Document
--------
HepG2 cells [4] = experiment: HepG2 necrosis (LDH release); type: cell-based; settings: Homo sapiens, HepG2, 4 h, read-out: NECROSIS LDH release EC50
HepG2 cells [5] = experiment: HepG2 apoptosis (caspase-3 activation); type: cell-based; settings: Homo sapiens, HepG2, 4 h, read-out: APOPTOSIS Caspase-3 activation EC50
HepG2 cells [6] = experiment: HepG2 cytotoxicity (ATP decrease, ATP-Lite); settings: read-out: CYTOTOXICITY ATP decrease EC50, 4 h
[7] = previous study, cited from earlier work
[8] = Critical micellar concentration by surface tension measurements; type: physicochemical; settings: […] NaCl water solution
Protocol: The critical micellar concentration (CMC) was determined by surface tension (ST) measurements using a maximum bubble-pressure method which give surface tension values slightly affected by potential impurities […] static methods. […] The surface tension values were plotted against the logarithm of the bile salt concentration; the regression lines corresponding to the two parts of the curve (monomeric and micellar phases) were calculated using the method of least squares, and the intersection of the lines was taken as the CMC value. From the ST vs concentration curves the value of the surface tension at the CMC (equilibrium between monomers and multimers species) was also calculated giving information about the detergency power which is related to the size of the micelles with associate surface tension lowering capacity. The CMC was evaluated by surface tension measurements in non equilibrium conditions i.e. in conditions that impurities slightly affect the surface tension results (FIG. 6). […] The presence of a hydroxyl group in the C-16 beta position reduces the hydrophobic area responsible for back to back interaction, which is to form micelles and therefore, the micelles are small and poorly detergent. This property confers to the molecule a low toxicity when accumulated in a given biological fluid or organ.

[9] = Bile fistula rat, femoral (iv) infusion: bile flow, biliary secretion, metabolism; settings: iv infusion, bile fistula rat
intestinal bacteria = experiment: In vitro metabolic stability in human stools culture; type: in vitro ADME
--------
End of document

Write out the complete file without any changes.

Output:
HepG2 cells [4] = experiment: HepG2 necrosis (LDH release); type: cell-based; settings: Homo sapiens, HepG2, 4 h, read-out: NECROSIS LDH release EC50
HepG2 cells [5] = experiment: HepG2 apoptosis (caspase-3 activation); type: cell-based; settings: Homo sapiens, HepG2, 4 h, read-out: APOPTOSIS Caspase-3 activation EC50
HepG2 cells [6] = experiment: HepG2 cytotoxicity (ATP decrease, ATP-Lite); settings: read-out: CYTOTOXICITY ATP decrease EC50, 4 h
[7] = previous study, cited from earlier work
[8] = Critical micellar concentration by surface tension measurements; type: physicochemical; settings: […] NaCl water solution
Protocol: The critical micellar concentration (CMC) was determined by surface tension (ST) measurements using a maximum bubble-pressure method which give surface tension values slightly affected by potential impurities […] static methods. […] The surface tension values were plotted against the logarithm of the bile salt concentration; the regression lines corresponding to the two parts of the curve (monomeric and micellar phases) were calculated using the method of least squares, and the intersection of the lines was taken as the CMC value. From the ST vs concentration curves the value of the surface tension at the CMC (equilibrium between monomers and multimers species) was also calculated giving information about the detergency power which is related to the size of the micelles with associate surface tension lowering capacity. The CMC was evaluated by surface tension measurements in non equilibrium conditions i.e. in conditions that impurities slightly affect the surface tension results (FIG. 6). […] The presence of a hydroxyl group in the C-16 beta position reduces the hydrophobic area responsible for back to back interaction, which is to form micelles and therefore, the micelles are small and poorly detergent. This property confers to the molecule a low toxicity when accumulated in a given biological fluid or organ.

[9] = Bile fistula rat, femoral (iv) infusion: bile flow, biliary secretion, metabolism; settings: iv infusion, bile fistula rat
intestinal bacteria = experiment: In vitro metabolic stability in human stools culture; type: in vitro ADME